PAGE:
1: HELO 255.255.255.255 (identify yourself and IP address 255.255.255.255)
2: MAIL FROM: someone@somewhere.com (now, this is where hackers take advantage and put your email address in the "from line... this line is what I was talking about that identifies a return address)
3: RCPT TO: someone@somewhere.com (you're sending to this person, which is yourself in this case)
4: DATA (tells server that you're about to send the message)
5: Subject: Spam Mail
6: <press enter>
7: <enter message>
8: CLRF <enter>

And, that is how an email is sent. Hopefully, you see how someone can make you think a message is from you. They don't even have to login as you to use your address (it doesn't even have to be in the same network as your POP server or IMAP server that receives mail!). It's a flaw that resulted from too much trust in the 70s and 80s from a smaller, more private Internet.

If you have a terminal software of some type, find an SMTP server and try those commands sometime with your own email address!
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Old 07-12-2010, 02:42 PM
 
Location: New York
2,251 posts, read 4,373,882 times
Reputation: 1610
Quote:
Originally Posted by runningncircles1 View Post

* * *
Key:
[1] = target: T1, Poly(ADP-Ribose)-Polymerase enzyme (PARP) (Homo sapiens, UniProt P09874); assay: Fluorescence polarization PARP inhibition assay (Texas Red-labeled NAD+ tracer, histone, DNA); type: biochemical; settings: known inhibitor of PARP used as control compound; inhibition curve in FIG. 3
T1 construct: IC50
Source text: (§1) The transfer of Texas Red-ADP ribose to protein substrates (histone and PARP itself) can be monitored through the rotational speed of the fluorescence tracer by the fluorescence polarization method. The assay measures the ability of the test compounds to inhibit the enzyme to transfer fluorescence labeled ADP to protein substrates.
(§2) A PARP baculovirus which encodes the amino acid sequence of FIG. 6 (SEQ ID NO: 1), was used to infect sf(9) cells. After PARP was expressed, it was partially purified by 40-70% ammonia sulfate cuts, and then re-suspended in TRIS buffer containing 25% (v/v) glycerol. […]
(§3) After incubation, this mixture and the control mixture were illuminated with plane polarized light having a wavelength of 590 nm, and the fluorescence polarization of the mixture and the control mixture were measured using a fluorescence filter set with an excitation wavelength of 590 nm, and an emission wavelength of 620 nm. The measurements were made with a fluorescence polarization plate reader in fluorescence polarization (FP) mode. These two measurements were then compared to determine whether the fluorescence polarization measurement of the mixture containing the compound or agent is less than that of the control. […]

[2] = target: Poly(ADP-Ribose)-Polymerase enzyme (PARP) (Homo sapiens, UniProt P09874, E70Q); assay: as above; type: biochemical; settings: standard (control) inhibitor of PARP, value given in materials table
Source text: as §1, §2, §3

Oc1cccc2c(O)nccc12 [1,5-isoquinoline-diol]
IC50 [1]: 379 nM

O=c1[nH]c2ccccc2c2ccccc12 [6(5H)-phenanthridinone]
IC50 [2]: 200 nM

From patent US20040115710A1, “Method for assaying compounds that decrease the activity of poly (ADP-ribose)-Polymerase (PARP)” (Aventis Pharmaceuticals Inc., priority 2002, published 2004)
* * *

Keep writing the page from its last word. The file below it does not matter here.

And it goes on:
The SMTP server, which is used to send mail to others, can be fooled very easily. Back in the days, when modems were the com device and it took time to do ANYTHING, even send/receive text, many people wanted to SEND email without necessarily logging in (since when email was started, most of the folks on it were university profs or engineers/scientists and most thought they could trust each other). Skipping this step of authentication saved a little time when sending a message. There's also the whole dumb terminal, but I think you get the idea. Anywho, the receiver of a message would want to know whom it was from so that they could reply if necessary. So, when they connected to the SMTP server, they'd send these commands (the numbers denote a line of text getting fed to server, parentheses server comments):

1: HELO 255.255.255.255 (identify yourself and IP address 255.255.255.255)